Introduction to Philosophy Richard Lee
Philosophy 2003 C 001Spring 1999

Study Guide for the Fourth Examination

A note of explanation: There is no guarantee that all the questions on the examination will be taken from this study guide. However, any student who knows, understands, and is able to formulate clearly the answers to all the questions on this study guide should do quite well on the examination. A student who can give answers to practically none of the questions on this study guide will very likely do rather poorly on the examination.

Format of the Examination

This examination counts as fifteen percent (15%) of your course grade.

This is a closed-book, in-class examination on the scheduled date.

There will be two parts.

Ground Rules

As always, cheating will not be tolerated. No help in answering the questions may be received from anyone (except yourself) during the examination. You may not use books or notes during the examination.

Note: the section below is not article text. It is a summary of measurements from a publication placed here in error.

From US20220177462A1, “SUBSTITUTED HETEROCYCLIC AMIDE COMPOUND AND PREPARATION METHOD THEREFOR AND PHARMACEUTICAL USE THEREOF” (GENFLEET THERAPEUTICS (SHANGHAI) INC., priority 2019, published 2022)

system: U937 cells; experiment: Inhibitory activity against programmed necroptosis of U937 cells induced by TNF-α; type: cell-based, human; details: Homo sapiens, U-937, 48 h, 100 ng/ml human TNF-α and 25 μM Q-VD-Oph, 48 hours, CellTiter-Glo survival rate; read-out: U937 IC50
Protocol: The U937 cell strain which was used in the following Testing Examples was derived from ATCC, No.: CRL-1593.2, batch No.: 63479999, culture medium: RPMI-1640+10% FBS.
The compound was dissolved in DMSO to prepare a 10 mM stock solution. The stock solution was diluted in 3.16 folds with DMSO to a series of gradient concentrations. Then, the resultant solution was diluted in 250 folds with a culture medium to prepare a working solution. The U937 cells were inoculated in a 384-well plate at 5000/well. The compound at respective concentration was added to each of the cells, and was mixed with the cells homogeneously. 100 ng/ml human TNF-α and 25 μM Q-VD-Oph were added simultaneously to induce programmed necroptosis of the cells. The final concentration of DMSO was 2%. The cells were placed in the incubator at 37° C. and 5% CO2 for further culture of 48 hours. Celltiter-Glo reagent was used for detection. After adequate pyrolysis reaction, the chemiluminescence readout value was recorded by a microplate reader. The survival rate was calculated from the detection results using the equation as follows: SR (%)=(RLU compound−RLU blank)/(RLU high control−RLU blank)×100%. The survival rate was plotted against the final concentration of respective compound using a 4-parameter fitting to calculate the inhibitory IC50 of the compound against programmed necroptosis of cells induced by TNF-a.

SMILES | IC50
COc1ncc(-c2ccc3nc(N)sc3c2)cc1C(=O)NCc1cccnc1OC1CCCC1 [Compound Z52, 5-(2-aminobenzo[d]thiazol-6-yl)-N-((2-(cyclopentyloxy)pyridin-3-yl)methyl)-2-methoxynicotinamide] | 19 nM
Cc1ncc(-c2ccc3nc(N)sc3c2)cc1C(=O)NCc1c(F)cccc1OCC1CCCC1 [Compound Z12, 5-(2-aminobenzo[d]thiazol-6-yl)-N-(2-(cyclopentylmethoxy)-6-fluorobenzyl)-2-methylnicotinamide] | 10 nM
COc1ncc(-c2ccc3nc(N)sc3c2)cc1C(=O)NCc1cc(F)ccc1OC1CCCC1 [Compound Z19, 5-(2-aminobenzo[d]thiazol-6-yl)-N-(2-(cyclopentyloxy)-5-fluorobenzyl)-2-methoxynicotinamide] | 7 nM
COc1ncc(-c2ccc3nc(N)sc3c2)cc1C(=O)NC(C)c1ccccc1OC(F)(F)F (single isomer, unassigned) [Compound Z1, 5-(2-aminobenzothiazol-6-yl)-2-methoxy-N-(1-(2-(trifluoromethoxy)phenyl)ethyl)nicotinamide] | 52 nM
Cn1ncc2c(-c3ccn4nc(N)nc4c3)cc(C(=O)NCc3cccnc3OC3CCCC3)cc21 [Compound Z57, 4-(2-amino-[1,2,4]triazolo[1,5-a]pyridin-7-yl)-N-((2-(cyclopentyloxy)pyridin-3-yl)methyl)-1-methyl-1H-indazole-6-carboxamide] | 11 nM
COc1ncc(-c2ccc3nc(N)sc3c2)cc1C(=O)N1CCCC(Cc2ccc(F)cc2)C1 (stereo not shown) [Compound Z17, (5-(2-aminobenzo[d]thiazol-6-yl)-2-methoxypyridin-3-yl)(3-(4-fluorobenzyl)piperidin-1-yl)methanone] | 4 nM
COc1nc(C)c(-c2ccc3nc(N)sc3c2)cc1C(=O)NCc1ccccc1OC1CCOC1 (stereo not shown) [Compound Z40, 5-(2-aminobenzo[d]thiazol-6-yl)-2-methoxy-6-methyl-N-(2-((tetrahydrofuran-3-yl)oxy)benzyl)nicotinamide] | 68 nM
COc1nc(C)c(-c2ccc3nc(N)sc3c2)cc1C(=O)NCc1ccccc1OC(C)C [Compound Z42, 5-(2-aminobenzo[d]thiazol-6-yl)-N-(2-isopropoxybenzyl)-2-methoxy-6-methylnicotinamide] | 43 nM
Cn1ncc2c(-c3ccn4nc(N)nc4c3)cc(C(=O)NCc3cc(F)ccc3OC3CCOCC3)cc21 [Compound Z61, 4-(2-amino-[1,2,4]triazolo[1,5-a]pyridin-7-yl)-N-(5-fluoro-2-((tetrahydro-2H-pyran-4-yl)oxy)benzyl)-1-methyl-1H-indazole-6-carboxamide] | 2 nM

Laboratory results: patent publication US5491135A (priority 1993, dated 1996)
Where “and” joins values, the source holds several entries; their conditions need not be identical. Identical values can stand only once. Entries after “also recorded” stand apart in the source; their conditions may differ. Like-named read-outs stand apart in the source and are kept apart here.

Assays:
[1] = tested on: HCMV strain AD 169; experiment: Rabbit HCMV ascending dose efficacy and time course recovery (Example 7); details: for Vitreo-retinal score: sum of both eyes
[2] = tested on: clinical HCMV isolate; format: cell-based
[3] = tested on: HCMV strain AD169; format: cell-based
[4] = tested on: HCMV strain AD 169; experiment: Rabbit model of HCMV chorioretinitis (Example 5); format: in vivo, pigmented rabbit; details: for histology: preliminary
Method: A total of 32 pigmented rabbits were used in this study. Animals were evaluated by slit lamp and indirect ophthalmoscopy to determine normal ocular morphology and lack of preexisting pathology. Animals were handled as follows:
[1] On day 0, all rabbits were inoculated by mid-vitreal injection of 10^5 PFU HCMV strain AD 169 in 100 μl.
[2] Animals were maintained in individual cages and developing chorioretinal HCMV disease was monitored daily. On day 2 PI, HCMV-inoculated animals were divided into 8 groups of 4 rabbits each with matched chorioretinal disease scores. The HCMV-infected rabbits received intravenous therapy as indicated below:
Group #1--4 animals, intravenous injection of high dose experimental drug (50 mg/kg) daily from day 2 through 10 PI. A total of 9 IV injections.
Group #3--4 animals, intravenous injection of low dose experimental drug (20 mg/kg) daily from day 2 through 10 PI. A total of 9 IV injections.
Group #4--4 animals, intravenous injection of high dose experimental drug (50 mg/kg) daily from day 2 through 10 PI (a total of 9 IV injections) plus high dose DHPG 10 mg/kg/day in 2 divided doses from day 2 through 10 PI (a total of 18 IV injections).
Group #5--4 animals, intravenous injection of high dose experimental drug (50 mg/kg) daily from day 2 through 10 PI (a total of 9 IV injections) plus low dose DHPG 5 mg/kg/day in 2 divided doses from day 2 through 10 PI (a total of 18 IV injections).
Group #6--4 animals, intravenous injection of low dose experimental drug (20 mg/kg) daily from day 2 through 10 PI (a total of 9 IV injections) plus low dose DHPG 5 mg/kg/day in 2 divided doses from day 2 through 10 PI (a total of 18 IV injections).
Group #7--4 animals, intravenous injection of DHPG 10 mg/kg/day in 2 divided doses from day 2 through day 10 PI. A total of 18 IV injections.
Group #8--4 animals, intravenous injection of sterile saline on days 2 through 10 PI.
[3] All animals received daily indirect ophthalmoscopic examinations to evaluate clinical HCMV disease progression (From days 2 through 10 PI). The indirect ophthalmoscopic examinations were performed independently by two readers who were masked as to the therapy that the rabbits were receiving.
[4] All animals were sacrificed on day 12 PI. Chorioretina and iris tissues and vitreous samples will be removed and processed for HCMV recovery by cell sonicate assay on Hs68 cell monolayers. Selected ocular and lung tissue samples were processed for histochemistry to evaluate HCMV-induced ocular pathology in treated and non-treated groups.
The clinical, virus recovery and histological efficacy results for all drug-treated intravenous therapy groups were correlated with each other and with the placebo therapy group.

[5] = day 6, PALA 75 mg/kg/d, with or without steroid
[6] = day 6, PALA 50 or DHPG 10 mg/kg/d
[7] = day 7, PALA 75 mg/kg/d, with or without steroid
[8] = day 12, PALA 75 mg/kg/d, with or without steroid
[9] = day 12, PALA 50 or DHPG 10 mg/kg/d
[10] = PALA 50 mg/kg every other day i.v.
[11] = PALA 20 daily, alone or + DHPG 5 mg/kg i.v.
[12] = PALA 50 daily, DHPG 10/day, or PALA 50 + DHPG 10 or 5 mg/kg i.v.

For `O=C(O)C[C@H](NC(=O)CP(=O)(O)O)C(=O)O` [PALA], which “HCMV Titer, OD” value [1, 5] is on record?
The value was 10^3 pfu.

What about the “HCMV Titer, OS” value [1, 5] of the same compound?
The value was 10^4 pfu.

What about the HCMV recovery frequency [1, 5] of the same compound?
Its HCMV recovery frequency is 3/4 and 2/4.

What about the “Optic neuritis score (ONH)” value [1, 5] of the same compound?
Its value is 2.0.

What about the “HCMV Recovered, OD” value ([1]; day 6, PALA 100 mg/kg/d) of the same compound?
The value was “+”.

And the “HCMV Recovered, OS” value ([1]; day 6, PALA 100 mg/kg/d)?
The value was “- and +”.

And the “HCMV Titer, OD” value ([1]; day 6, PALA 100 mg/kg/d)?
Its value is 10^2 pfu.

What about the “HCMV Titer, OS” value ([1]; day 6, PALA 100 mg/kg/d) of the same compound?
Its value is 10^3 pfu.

Sample Questions and Points to Study

Define "determinism." What is the universe like if determinism is true?

What does it mean to say of something that it is "causally determined." Is any event not causally determined? Explain.

How might a hard determinist argue that no one is responsible for any of her or his actions? Critically discuss.

Explain the compatibilist view on the relation between free action and determinism. Make this view as plausible as you can and give examples of actions that would be free, and others that would not be free, according to this view. Is compatibilism correct? Explain.

What does it mean to say that someone does some action freely? That is, how is "acting freely" to be defined? What would an incompatibilist say it means? What would a compatibilist say it means? Who is right? Critically discuss.